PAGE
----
By Cristina Cuomo
Photography by Mary Ellen Matthews
Cristina Cuomo: I thought we’d start with fitness: how you got back into it recently, since becoming a mother.
Molly Sims: There’s a big difference between being skinny and healthy. Once you have children, that verbiage really changes. It’s not how much I weigh, it’s not my clothes size, it’s more about, how do I feel? I want to be as healthy as I can, and live as long as I can.
CC: To keep up with them.
MS: To keep up with them. Because they’re crazy! I ended up doing a lot of circuits for many years. I woke up and one day, about six months before my 45th birthday, and the tricks I’d done, the diets, all the things I could rely on, that I could do to drop 2 pounds, drop 5 pounds—everything just went out the window.
CC: So you changed it up.
MS: I stopped eating a lot of meat. I’m O-, I love protein, but for some reason I flipped everything on its head, and now I’m eating a lot of fish and vegetables, a lot more salads and a lot more whole foods. The first couple of months were a little bit hard. I started eating more fats; I see a really great nutritionist in LA, Kelly Leveque, who told me fat is not gonna hurt you. It’ll sustain you longer. It’ll make you feel more full. She always said, you need more plant-based protein. It was the same with working out. I was the girl at SoulCycle who would never lift the 2-pound weights. Stacey Griffith would spot me and I would say, “I can’t, Stacey! I can’t lift the weights!” I was so worried about it. To say to a model, “You’re going to be lifting weights” is such the antithesis. Long, leaner. Those are the words I’m used to hearing. Not “Hey, let’s lift.” So for me, now that I’m lifting like 10 or 15 pounds and doing these exercises, it has really made a huge difference in my energy. I’m not struggling to work out for an hour-and-a-half. I’m in and out in almost 45 minutes. As a mom of three, it’s hard to find that time.
CC: How old are the babies?
MS: They are 2, 4 and 7. It’s a commitment that makes me feel good. We play a lot of team sports; it’s really important for children. My little tribe and I have to be on the same team. We all have to work together.
CC: You grew up in Kentucky.
MS: That made it hard; that was the first change, you know? Being from Kentucky, the high-fat foods, the fried chicken, biscuits, bacon and gravy. I kind of mastered my diet through modeling, whether it be the South Beach diet, the grapefruit diet, the not-eating, the eating. The intermittent fasting.
CC: You’ve tried everything.
MS: I’ve tried everything! And then it kind of went upside down again when I got pregnant, and I had a thyroid issue. Everything that I did that had worked just stopped working. I don’t know if it’s because my hormones changed, my body changed.
CC: So you discovered DanceBody?
MS: Katia’s amazing. What I love about her is you’ve got the dance, but you’ve also got that high-intensity interval training. She’s so fun, she’s so positive. I look at her ass and I’m like, “You give me hope of one day having half your tushie.”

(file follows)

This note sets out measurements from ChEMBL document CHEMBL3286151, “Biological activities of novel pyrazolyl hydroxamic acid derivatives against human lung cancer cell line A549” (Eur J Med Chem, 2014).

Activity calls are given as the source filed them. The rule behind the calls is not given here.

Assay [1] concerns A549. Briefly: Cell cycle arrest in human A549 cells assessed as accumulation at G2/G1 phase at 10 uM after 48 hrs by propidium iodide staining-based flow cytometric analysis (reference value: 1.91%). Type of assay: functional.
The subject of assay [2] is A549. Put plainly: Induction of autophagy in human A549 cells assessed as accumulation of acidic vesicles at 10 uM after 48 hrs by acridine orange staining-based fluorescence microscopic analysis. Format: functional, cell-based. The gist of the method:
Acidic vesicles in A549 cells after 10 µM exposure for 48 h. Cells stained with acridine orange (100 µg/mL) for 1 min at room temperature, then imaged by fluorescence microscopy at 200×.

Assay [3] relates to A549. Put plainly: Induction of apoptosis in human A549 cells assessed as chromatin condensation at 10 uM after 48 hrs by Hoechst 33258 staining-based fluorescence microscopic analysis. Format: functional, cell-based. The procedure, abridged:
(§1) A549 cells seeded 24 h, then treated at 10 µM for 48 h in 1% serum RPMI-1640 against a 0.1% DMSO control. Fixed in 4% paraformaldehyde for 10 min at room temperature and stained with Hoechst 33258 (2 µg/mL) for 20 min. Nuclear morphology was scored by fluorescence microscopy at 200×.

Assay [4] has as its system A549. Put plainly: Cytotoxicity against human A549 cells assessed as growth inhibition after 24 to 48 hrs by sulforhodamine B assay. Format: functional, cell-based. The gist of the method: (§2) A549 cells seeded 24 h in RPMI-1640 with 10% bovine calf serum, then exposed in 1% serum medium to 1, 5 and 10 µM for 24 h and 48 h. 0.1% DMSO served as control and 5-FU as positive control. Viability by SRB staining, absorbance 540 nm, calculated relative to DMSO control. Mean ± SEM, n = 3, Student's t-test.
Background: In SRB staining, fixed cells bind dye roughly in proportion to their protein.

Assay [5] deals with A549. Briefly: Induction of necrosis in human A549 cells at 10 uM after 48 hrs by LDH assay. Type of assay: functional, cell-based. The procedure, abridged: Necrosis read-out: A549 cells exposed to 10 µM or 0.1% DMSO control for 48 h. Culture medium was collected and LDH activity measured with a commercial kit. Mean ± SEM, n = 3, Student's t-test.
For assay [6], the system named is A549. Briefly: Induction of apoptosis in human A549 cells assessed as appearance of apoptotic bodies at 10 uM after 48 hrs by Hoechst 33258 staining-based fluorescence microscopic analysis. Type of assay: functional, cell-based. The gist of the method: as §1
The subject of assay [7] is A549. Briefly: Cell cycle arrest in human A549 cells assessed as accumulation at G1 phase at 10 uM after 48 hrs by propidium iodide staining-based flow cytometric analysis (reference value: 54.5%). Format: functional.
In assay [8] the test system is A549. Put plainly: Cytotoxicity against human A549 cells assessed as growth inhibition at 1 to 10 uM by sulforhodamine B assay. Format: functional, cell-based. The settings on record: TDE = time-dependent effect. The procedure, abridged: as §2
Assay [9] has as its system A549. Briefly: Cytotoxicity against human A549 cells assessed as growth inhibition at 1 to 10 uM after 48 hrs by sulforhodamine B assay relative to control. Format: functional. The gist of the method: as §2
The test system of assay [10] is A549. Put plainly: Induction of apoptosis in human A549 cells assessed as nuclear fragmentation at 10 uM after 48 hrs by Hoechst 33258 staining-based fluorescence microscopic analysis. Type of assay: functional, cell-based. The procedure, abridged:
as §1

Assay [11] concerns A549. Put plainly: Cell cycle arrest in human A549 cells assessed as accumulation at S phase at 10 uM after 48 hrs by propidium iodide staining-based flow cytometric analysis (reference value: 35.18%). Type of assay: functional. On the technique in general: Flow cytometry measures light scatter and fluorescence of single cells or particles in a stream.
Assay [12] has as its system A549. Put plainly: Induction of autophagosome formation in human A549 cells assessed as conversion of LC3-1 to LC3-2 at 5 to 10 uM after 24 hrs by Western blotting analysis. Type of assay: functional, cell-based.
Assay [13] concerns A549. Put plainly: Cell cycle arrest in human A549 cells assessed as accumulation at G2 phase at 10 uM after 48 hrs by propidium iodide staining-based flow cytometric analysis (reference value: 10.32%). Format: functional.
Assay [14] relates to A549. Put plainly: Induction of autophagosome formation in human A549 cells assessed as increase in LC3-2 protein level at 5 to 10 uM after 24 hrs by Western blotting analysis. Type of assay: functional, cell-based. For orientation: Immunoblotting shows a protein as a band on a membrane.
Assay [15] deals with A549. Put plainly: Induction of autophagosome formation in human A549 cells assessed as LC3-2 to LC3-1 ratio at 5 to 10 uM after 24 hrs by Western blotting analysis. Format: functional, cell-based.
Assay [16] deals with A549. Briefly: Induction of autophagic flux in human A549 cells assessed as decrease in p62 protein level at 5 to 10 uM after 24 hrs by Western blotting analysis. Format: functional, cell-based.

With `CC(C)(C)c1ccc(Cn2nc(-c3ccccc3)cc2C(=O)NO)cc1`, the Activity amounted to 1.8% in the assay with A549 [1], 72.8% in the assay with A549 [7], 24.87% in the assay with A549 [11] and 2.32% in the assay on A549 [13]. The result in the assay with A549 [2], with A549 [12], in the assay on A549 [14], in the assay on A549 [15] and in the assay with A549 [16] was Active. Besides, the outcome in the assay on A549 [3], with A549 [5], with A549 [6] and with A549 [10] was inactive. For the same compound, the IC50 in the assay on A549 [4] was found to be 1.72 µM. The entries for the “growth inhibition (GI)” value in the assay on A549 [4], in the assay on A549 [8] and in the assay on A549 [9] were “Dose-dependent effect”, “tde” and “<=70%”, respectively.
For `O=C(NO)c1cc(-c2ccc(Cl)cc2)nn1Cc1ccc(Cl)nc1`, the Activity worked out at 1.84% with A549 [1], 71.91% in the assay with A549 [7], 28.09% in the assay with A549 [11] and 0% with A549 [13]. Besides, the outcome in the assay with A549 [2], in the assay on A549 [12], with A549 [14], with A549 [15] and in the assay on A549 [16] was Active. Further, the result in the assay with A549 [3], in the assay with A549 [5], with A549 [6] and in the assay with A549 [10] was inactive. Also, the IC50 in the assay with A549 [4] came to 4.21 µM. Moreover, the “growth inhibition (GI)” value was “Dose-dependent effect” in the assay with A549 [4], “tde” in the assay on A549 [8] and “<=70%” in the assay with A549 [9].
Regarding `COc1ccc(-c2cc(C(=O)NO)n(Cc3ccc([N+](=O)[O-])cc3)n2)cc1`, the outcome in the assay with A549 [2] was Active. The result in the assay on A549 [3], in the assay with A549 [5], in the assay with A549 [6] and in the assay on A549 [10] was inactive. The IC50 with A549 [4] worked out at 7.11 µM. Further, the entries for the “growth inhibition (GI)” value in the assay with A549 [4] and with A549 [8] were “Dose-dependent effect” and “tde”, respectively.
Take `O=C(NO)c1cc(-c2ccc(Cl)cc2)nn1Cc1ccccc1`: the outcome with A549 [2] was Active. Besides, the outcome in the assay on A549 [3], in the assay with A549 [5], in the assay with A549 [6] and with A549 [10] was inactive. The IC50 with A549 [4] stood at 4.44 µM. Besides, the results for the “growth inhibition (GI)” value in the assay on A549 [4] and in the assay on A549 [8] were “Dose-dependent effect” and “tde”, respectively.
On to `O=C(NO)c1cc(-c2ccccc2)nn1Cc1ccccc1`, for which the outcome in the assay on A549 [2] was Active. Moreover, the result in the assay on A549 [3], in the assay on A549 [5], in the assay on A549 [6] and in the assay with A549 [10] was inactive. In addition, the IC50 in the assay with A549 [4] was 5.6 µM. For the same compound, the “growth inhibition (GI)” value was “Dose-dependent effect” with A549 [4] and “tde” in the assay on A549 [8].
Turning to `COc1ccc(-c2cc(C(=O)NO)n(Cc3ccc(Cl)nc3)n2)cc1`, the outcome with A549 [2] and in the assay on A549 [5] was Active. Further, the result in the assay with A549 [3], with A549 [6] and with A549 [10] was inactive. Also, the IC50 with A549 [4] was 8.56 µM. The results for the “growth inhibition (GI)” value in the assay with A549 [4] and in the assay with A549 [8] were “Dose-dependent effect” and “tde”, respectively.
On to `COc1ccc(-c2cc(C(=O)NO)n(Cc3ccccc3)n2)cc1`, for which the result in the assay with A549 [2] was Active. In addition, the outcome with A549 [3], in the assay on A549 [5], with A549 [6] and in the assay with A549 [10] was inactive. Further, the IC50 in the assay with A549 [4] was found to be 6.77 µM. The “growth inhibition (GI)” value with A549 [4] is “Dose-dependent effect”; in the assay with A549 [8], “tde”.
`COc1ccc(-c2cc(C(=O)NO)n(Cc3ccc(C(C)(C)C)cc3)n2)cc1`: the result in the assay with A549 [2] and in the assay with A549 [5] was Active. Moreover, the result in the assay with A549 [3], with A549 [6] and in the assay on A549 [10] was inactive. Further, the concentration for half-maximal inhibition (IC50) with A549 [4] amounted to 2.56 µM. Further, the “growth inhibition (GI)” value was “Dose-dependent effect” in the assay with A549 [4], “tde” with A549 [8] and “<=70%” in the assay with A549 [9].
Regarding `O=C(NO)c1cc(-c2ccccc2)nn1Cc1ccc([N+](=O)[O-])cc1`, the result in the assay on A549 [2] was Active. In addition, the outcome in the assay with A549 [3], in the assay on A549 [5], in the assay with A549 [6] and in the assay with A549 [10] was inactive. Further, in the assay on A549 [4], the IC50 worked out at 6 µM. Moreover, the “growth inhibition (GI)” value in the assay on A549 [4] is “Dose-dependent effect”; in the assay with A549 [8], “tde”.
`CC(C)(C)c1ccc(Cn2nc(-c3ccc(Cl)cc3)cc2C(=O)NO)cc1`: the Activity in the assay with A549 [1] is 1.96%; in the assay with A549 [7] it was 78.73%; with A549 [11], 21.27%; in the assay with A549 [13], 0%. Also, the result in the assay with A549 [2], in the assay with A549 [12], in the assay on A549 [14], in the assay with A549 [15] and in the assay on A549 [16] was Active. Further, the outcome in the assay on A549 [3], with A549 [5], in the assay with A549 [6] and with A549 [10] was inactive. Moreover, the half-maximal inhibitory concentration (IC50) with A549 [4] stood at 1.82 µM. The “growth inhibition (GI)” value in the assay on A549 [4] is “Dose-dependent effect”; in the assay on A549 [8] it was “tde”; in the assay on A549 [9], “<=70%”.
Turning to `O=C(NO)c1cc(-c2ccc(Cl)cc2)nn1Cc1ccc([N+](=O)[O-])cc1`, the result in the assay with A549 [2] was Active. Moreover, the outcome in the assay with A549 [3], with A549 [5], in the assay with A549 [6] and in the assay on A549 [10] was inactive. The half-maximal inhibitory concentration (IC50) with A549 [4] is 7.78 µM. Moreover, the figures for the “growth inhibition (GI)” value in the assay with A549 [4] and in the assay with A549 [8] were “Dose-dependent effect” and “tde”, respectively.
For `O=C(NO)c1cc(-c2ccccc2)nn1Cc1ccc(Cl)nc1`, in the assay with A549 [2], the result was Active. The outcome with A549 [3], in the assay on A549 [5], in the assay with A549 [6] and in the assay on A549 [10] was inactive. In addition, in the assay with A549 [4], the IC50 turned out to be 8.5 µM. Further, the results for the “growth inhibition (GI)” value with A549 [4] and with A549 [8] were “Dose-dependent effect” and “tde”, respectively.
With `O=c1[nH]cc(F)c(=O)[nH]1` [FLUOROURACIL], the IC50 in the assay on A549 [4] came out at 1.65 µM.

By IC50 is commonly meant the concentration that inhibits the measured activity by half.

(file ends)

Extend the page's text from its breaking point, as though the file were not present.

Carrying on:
CC: You literally changed your body within a year.
MS: I lost 16 pounds in six months.
CC: All from healthier eating, better food choices.
MS: And circuit training, and high-intensity training with dancing. It feels good. I’m a goal-setter. I was the little girl with the highlighter and the flash cards. I went to Vanderbilt—I wanted to be a lawyer. So it goes back to doing something and wanting to see results. That was hard with modeling. It’s always just gonna be like, Your nose is crooked, your calves are too big. With modeling, or being in the entertainment business, it’s just constant…are you ever enough? Do you look good enough? That pressure.
CC: Life philosophy?
MS: It’s definitely evolved. Even now, I’m a very old mother, in the sense that so many of my friends had their kids when they were younger; mine are 2, 4 and 7, and theirs are 8, 12 and 17.
CC: You were waiting for Mr. Right.
MS: I met Mr. Right, I met my little prince…well, my big prince, my 6-foot-5 prince [film producer Scott Stuber], later in life. I’m almost happy because I’m not the girl who feels, I missed that party, I wish I could’ve gone to that. I don’t have that FOMO; I’ve never been that girl.
CC: What about mindfulness? Do you do things to keep yourself balanced?
MS: Mindfulness is really important. I think self-care is probably the most important thing when it comes to being a good partner, a good mom, a good friend, a good sister. I love giving back. I work really hard for a charity called Baby2Baby. We help give diapers to over 200,000 children. We work with so many different charities and amazing people all over the United States. This is our seventh year. In terms of mindfulness, I think being grateful and being grounded are really important. Because when that day sucks, because it sucks sometimes, it’s also just about changing ‘I have to go get the kids’ to ‘I get to go get the kids.’ or ‘I have to go to work’ to ‘‘I get to go to work.’ You know? ‘I have to work out’ to ‘I get to work out.’ Just kind of changing that, and being mindful of how your thoughts can really have power. Get grateful. That’ll help mindfulness a whole lot.